COVID-19 update; Thursday, Feb. 11, 2021

Metro remains in service to provide essential rides. As has been the case since last May, riders are required to wear face coverings unless they have a medical reason not to wear them.

The number of COVID-19 cases and hospitalizations have been in decline over the last couple weeks although cases remain high for Latino residents, reports the L.A. County Department of Public Health.

Officials urge all residents to be careful so that we can avoid a fourth surge in cases — especially now that a more contagious variant of the virus has been found in our region. Vaccinations continue along with vaccination shortages.

The NYT took a look at efforts at Martin Luther King Jr. Community Hospital to handle the huge wave of cases the past few months. It’s a harrowing article and a reminder of the losses suffered by so many people in our region.

In Metro news…

•Two meetings to discuss the route for Segment B of the Rail-to-River pedestrian/bike path project are being held beginning this evening — this is the segment between the A Line (Blue) and the L.A. River. More info here.

•Metro’s Traffic Reduction Study released early concepts for a congestion pricing (i.e. tolls) test project. The concepts look at reducing traffic between: the San Fernando Valley and the L.A. Basin; traffic in and around downtown L.A., and; at traffic in the 10 freeway corridor. I think it’s pretty interesting stuff and I encourage you to check it out — there are also two more virtual meetings, on Feb. 16 and Feb. 27. More at this Source post and a bunch of comments at Urbanize Los Angeles.

Metro statement here condemning the racist and offensive language posted during a virtual meeting last night for the Traffic Reduction Study. We’re working to ensure that doesn’t happen again.

•Some fresh pics from Wilshire/La Brea Station on the D Line (Purple) Extension project. The station will be dedicated to Tom LaBonge, i.e. the former L.A. Council Member and Mr. Los Angeles.

In other news…

•In a move to save money, the first segment of California high-speed rail’s network between Bakersfield and Merced will be a single track instead of two. Officials say that trains will use sidings at stations to move around each other, reports the LAT.

•The L.A. City Council voted 11 to 4 on Wednesday to approve two high-rise towers in DTLA that will be adjacent to the Regional Connector’s new underground station at 2nd and Broadway. “Developer Onni Group plans to build more than 1,100 apartments and commercial space on the Civic Center property, which once housed The Times. The project will have 24 moderate-income units and 10 low-income units,” reports the LAT.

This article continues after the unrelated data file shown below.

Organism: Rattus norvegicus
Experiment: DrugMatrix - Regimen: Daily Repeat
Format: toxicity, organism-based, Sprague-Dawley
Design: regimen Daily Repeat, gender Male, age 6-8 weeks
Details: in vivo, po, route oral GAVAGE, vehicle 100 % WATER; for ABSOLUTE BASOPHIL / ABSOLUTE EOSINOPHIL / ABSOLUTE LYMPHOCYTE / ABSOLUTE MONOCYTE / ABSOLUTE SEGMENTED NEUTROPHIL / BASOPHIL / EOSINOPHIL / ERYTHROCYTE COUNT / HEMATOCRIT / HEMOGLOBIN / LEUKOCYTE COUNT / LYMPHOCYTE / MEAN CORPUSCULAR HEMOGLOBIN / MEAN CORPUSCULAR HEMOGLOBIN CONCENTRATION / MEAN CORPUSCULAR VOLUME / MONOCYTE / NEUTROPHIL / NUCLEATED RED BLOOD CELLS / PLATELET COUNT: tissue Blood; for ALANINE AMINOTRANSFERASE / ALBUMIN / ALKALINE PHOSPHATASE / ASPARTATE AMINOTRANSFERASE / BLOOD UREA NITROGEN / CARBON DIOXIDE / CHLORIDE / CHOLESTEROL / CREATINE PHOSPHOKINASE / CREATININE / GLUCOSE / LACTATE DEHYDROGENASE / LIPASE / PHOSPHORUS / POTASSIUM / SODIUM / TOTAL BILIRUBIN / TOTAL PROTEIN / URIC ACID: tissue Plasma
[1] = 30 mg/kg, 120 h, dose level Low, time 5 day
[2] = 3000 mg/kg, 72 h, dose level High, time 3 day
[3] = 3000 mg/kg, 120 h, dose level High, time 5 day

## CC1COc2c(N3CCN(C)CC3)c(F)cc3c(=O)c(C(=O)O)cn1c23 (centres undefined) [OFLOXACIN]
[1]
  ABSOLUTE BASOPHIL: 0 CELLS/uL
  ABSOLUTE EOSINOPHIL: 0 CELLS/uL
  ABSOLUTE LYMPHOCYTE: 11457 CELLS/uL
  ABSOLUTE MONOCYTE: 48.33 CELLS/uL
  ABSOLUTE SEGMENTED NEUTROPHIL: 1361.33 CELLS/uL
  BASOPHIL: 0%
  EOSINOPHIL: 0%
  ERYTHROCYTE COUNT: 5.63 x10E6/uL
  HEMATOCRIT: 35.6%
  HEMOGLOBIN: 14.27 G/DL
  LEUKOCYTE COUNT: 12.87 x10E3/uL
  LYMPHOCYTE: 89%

The approval opened a wider debate about the nature of planning in the city of L.A. and how often developers seek exemptions from zoning rules.

CityLab believes articles saying the pandemic will be the demise of cities are overblown. Highly concur. I’m not much for guessing the future, but my guess is much of life as we know it will return although telecommuting will hopefully be more common as it’s a proven way to tame traffic and make getting around easier for those who must drive.

•Plane, train and ship accidents receive a lot of media attention — for good reason — but the deadly crash on I-35 in Texas is a reminder that driving routinely can be dangerous. Coverage in the Fort Worth Star-Telegram.






3 replies

  1. It’s not the pandemic alone that causes the demise of cities. It’s the whole package of Democratic Leftist ideology. Homeless, defund the police, high taxes, illegal immigration, high costs, zoning, high regulations, and woke/race baiting/transgender/cancel culture politics.

    Developers shouldn’t have to see exemptions. The laws are broken, unworkable, unwieldy. Change the zoning laws.

    It’s sad that high speed rail will only have one rail. What a ridiculous thing. Whoever approved it should be fired. Governor Newsom?

  2. I’m not riding again until Metro enforces masks. There’s no enforcement at a all right now, and a “medical reason” not to wear one is not OK. There’s no “medics reason” that’s gives someone else the right to put my health at risk. If you can’t or won’t wear a mask, then don’t drive public transit. Period

    I don’t think Metro should receive any Federal money until this is enforced. You’re just contributing to the spread of the virus in low income communities.

    • It’s impractical and next to impossible to attempt to enforce mask requirements on all buses and trains running on the system. Although I agree random enforcement throughout the system and ticketing could work.